The A-Team


Winter 2017

“Man’s best friend” takes on new meaning thanks to the avalanche dogs of Wasatch Backcountry Rescue.

Outdoor enthusiasts hold few people in higher regard than the brave men and women who provide medical aid on the slopes – and sometimes these professionals are assisted by another kind of hero, who leads the way and finds the rescue. Thanks to nonprofit Wasatch Backcountry Rescue’s (WBR) International Dog School, dogs around the country receive the intense training required of avalanche rescue dogs. 

At WBR’s four-day school in Utah’s Wasatch Mountains, dogs acquire and hone skills like jumping out of helicopters, riding ski lifts and finding buried people and cars, day and night. “These dogs are training while also getting to do everything a dog wants to do – run, be free, and follow their noses,” says WBR president Tracy Christensen. “We reinforce that natural behavior with this big game of hide-and-seek.” Training sessions are often followed with plenty of praise, cuddles and treats.

Patroller Julia Edwards and her dog, Piper, training to search for avalanche victims.
Patroller Julia Edwards and her dog, Piper, training to search for avalanche victims.

Upon returning to their own mountain communities, these pups have new knowledge learned at the oldest dog training school in the country. Training typically begins when the dogs are 6-8 weeks old, and most are certified around age 2. “However, it takes a lifetime to train an avalanche dog,” says Christensen. “From the time they’re a puppy to retirement age, they’re refining their skills.” Breeds of dogs vary, but those that seem to rise to the top have thick coats and stamina to conquer rough terrain – e.g., Labs, golden retrievers and German shepherds.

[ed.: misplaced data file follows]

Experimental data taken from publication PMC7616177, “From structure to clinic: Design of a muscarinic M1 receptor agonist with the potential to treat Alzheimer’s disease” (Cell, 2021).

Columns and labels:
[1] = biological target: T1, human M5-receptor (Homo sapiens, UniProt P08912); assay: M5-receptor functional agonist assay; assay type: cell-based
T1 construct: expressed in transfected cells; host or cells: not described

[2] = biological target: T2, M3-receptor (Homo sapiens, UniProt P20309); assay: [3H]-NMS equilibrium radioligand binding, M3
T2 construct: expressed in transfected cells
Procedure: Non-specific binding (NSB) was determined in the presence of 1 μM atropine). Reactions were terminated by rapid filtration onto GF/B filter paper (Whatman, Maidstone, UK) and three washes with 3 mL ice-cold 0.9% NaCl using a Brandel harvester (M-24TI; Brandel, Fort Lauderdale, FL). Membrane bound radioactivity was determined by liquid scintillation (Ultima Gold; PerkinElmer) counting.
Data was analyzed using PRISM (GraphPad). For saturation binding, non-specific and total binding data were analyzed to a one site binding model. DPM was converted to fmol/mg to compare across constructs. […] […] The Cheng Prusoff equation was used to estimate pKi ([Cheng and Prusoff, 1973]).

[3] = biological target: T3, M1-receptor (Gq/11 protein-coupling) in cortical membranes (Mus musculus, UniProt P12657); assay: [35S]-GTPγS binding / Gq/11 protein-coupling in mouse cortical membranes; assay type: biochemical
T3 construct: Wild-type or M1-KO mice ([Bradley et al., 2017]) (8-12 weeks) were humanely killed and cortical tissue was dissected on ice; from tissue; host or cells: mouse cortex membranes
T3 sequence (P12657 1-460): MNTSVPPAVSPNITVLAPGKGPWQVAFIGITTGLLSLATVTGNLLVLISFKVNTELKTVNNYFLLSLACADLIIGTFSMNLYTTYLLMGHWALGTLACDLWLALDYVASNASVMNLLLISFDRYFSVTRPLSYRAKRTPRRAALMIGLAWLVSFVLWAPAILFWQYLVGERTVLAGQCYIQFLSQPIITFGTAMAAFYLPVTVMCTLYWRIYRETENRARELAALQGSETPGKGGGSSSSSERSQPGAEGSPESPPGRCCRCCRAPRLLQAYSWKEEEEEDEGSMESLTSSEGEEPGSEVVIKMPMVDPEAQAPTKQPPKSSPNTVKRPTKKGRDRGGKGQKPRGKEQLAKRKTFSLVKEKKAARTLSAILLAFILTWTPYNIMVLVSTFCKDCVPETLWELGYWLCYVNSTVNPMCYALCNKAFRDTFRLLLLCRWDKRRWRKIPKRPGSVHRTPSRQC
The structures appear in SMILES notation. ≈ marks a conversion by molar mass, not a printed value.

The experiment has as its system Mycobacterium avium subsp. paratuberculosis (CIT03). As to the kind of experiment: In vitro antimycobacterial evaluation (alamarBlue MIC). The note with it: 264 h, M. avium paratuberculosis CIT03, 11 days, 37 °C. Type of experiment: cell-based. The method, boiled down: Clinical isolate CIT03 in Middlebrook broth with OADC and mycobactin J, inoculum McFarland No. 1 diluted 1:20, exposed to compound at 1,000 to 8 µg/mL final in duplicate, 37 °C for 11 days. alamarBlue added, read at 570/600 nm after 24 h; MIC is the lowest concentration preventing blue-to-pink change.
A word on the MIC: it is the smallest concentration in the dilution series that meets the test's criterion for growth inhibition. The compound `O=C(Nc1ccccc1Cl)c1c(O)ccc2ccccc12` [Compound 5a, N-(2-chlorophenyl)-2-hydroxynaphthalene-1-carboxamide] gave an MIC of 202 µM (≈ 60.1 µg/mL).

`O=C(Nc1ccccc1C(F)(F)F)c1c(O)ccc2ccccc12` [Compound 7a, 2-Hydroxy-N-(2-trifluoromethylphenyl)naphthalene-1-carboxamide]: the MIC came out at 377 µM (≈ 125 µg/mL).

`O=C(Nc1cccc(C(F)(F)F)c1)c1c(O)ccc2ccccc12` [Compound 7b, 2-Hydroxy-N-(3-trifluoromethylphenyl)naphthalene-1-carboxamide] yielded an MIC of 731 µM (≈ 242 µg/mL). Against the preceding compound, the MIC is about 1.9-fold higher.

The Utah Avalanche Center recently announced that the 2016/2017 winter season was the first in Utah’s history where there wasn’t a single avalanche fatality in the state. This is huge news, considering there was more snow than usual. “We believe people are becoming more aware,” says Christensen. Helping to spread the word on outdoor safety are Subaru and the National Ski Patrol, via the annual WinterFest events they sponsor in roughly 10 ski resorts throughout the country. With s’mores and coffee in hand, guests can meet rescue dogs, check out Subaru vehicles and receive helpful outdoor safety tips. “The partnership between Subaru, National Ski Patrol and WBR is fantastic,” says Christensen. “We all have a great passion for the mountains, and Subaru truly represents the outdoor lifestyle.” 

Learn more about Wasatch Backcountry Rescue’s International Dog School.

Wasatch Backcountry Rescue